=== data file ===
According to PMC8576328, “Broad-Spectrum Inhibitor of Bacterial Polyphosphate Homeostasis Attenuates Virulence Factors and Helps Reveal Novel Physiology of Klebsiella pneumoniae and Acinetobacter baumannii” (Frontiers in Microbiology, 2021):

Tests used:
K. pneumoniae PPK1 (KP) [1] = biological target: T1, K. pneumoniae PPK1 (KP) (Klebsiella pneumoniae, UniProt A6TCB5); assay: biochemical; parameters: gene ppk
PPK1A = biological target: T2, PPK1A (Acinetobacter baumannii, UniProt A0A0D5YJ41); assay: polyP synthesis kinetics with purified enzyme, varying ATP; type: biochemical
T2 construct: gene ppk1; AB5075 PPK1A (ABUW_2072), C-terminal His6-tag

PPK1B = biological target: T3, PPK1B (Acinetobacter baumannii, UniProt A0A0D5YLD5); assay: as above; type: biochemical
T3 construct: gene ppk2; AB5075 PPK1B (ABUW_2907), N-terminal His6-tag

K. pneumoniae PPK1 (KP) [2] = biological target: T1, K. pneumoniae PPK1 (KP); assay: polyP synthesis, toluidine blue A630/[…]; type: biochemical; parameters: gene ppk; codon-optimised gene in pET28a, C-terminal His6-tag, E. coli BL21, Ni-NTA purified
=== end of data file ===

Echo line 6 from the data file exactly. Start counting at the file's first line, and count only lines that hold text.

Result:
PPK1B = biological target: T3, PPK1B (Acinetobacter baumannii, UniProt A0A0D5YLD5); assay: as above; type: biochemical